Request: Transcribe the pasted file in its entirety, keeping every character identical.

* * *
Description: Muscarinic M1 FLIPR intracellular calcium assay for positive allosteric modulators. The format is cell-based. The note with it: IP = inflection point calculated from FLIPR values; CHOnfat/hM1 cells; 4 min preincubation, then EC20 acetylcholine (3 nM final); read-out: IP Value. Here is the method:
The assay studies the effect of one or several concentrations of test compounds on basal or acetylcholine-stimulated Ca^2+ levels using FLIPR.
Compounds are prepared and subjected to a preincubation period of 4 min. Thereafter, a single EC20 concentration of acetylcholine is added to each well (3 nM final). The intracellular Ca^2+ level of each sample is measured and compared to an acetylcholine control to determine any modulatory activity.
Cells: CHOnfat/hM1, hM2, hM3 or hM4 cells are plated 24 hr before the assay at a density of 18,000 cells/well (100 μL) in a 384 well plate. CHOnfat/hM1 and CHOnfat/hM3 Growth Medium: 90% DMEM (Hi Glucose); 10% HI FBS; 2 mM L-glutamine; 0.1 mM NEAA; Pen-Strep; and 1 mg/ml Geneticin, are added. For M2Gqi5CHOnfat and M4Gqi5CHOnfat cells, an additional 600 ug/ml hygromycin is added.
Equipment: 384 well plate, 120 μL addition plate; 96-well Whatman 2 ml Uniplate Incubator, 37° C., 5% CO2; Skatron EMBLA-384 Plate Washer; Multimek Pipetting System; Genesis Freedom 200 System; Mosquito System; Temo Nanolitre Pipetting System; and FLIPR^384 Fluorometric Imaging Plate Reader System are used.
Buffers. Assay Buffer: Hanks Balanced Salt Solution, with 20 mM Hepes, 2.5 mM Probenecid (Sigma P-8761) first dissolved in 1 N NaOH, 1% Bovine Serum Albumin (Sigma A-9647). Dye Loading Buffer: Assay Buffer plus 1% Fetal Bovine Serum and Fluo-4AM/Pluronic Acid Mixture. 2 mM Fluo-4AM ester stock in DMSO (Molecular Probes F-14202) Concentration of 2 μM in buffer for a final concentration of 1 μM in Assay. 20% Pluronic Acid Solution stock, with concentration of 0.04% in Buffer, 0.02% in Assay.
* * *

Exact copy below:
Description: Muscarinic M1 FLIPR intracellular calcium assay for positive allosteric modulators. The format is cell-based. The note with it: IP = inflection point calculated from FLIPR values; CHOnfat/hM1 cells; 4 min preincubation, then EC20 acetylcholine (3 nM final); read-out: IP Value. Here is the method:
The assay studies the effect of one or several concentrations of test compounds on basal or acetylcholine-stimulated Ca^2+ levels using FLIPR.
Compounds are prepared and subjected to a preincubation period of 4 min. Thereafter, a single EC20 concentration of acetylcholine is added to each well (3 nM final). The intracellular Ca^2+ level of each sample is measured and compared to an acetylcholine control to determine any modulatory activity.
Cells: CHOnfat/hM1, hM2, hM3 or hM4 cells are plated 24 hr before the assay at a density of 18,000 cells/well (100 μL) in a 384 well plate. CHOnfat/hM1 and CHOnfat/hM3 Growth Medium: 90% DMEM (Hi Glucose); 10% HI FBS; 2 mM L-glutamine; 0.1 mM NEAA; Pen-Strep; and 1 mg/ml Geneticin, are added. For M2Gqi5CHOnfat and M4Gqi5CHOnfat cells, an additional 600 ug/ml hygromycin is added.
Equipment: 384 well plate, 120 μL addition plate; 96-well Whatman 2 ml Uniplate Incubator, 37° C., 5% CO2; Skatron EMBLA-384 Plate Washer; Multimek Pipetting System; Genesis Freedom 200 System; Mosquito System; Temo Nanolitre Pipetting System; and FLIPR^384 Fluorometric Imaging Plate Reader System are used.
Buffers. Assay Buffer: Hanks Balanced Salt Solution, with 20 mM Hepes, 2.5 mM Probenecid (Sigma P-8761) first dissolved in 1 N NaOH, 1% Bovine Serum Albumin (Sigma A-9647). Dye Loading Buffer: Assay Buffer plus 1% Fetal Bovine Serum and Fluo-4AM/Pluronic Acid Mixture. 2 mM Fluo-4AM ester stock in DMSO (Molecular Probes F-14202) Concentration of 2 μM in buffer for a final concentration of 1 μM in Assay. 20% Pluronic Acid Solution stock, with concentration of 0.04% in Buffer, 0.02% in Assay.